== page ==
This is a list of the museums where I have worked. All have different perspectives, art types, and periods of art. All are vividly part of my study in Art History, all have me reflecting on times past, and how far back these experiences link me to my love of art.
1. George Walter Vincent Smith Museum of Art
This was the museum where I did my internship as a student in the Department of Art History at the University of Massachusetts (UMASS-Amherst). This art museum holds the eclectic collections of George Walter Vincent Smith (1832-1923) and his wife, Belle Townsley Smith (1845-1928) in an Italian palazzo-style building established in 1896. It's a museum that could speak to us if it could...and maybe it does Haunted Springfield.
One of my fellow graduate colleagues, Janet Gelman was the Education Curator. We immediately bonded as we both shared our affinity for children's art education: she in the museum setting, my background as an elementary art teacher. We had long talks over coffee or sandwiches. Inevitably the children's theme slipped into what Professors had thrown at us. Graduate school is a world unto itself. Long papers, research, sleepless nights, critiques that didn't go so well. Both of us were old enough to take things in stride and move on. I think the younger students admired our "c'est la vie" attitude when it came to our studies.
The George Walter Vincent Smith Museum is a gem among museums.
It is part of "The Quadrangle" in Springfield, Massachusetts
Among the varied themes of the George Walter Vincent Smith Museum are:
Vast holdings include one of the largest collections of Chinese cloisonné outside of Asia.
Japanese Arms and Armor
Tiffany Stained Glass windows
19th-century Middle Eastern carpets
Hasbro Games Art Discovery Center for children's classes
American Paintings Salon
What a blessing to have had this experience at a museum so close to the place where I was born. This building is a museum's museum: the eighteenth-century ambiance, the long halls and grand paintings upon paintings, the eyes of antiquity all around = my definition of heaven.
2. The Porter-Phelps-Huntington House Museum
I worked at this museum during the years that I was a graduate student at UMASS-Amherst. My role was curator and docent and I loved this job. I lived just down the road in Hadley, Massachusetts and the director Susan Lisk became a close friend during the years that I worked there.
What a history this house has. For a detailed background order Forty-Acres: The Story of the Bishop Huntington House
This unique museum has a magnificent history. As a docent, it was not uncommon for me to tour a small party through the house and the "one-hour tour" became two.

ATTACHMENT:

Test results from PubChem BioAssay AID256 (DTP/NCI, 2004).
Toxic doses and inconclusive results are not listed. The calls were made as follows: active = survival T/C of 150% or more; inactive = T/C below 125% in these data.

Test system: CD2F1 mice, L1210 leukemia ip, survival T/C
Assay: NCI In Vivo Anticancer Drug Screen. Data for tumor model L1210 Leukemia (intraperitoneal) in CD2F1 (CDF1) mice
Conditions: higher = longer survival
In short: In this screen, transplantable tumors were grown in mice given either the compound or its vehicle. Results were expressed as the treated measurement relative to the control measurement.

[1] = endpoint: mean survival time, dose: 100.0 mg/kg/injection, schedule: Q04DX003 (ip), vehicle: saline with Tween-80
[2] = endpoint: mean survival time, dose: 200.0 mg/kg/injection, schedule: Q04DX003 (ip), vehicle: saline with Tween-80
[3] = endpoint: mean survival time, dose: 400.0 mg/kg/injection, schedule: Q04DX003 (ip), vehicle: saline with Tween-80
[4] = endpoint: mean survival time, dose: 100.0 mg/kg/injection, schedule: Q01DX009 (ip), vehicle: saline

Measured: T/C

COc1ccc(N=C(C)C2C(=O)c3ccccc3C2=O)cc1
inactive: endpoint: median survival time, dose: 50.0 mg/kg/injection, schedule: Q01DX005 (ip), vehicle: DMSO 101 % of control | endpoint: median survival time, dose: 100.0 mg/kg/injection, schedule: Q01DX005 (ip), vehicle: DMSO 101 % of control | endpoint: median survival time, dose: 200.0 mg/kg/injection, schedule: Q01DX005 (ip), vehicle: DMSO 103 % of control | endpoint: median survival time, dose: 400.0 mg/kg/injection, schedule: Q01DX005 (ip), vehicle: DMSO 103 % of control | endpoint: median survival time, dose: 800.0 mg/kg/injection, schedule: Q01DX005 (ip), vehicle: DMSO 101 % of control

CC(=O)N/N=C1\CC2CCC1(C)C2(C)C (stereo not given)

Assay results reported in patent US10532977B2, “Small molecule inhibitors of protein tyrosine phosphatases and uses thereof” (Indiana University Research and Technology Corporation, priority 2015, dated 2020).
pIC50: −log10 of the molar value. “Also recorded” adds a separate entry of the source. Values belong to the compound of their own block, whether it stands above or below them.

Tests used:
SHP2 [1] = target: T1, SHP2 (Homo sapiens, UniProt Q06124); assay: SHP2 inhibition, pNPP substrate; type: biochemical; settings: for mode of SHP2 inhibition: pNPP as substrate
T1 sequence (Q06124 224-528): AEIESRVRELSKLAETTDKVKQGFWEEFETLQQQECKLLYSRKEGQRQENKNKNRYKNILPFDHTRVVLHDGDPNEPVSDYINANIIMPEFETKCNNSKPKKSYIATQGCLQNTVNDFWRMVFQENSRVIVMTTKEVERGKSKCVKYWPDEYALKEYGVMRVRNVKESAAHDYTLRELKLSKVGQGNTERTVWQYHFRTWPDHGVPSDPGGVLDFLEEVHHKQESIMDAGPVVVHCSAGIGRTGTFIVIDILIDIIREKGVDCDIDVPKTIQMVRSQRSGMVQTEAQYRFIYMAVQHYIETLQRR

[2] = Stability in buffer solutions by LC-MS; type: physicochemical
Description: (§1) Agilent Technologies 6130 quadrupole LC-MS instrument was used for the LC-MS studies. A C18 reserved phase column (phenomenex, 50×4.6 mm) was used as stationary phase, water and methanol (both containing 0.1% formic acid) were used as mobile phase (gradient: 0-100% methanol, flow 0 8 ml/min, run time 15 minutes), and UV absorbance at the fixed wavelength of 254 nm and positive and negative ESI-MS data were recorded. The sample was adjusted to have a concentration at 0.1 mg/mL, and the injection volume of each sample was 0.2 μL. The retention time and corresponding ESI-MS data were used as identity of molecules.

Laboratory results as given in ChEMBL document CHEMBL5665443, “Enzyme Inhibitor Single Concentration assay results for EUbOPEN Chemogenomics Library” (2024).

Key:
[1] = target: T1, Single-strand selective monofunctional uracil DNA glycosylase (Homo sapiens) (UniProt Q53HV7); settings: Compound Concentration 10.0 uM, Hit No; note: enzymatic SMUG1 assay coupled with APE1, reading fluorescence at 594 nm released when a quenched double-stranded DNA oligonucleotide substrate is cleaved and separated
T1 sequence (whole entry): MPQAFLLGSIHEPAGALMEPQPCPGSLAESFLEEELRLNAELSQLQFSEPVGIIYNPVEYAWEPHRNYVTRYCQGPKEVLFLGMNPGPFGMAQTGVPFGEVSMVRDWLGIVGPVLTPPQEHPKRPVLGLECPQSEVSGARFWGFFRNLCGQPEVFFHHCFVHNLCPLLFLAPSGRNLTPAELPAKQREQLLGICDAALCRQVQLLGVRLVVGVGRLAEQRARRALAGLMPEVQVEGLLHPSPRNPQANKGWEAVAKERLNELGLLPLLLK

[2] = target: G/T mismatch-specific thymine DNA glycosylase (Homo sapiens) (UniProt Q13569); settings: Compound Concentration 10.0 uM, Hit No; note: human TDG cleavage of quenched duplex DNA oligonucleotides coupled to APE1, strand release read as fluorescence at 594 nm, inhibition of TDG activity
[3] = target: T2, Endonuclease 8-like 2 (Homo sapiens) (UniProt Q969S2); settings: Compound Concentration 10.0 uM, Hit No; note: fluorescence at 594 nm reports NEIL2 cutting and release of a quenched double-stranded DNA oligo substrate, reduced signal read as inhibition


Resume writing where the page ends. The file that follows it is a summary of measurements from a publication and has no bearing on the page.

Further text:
This well-preserved 18th-century house was continuously occupied by a single-family in 1752 until the death of Dr. James Lincoln Huntington, the museum's founder. The house contains many interesting items belonging to the family and preserved for over 300 years. The Porter-Phelps-Huntington papers are now preserved at Amherst College Archives and Special Collections.
My memories of this museum are distinct since the house was occupied by so many families. There are also references to supernatural events dating back to the Huntington years. You can check some of the tales here: "Ghost" Stories.
I had my own encounter. I was doing some curator tasks in the Director's home. Back in the day of electric typewriters, when errors needed to be changed at the text, I found myself putting back a pencil that rolled off the desk. And then, again. And then, again. I started to freak out because I had a sense that "someone" was in the room. It was eerie.
Suffice it to say, this is a wonderful museum and if you are ever in the Hadley, MA area, it's worth taking some time to plan a tour. TripAdvisor
3. Yale Center for British Art
How could I have been so lucky to land a position at this beautiful museum? Well, luck and a heads-up from a fellow student in the Art History department. She graduated a semester before I did, and had been the Photograph Cataloguer role at the BAC (British Art Center) but was leaving for another museum. I applied for this same position and interviewed with the head of the Yale Photograph Archive department, author Anne-Marie Logan. Soon I was headed to New Haven, CT to work at this prestigious museum.
Designed by the internationally acclaimed American architect Louis I.Kahn (1901–1974) to house Paul Mellon's (Yale College, Class of 1929; 1907–1999) extraordinary gift to Yale University. It was the first museum in the United States to incorporate retail shops in its design.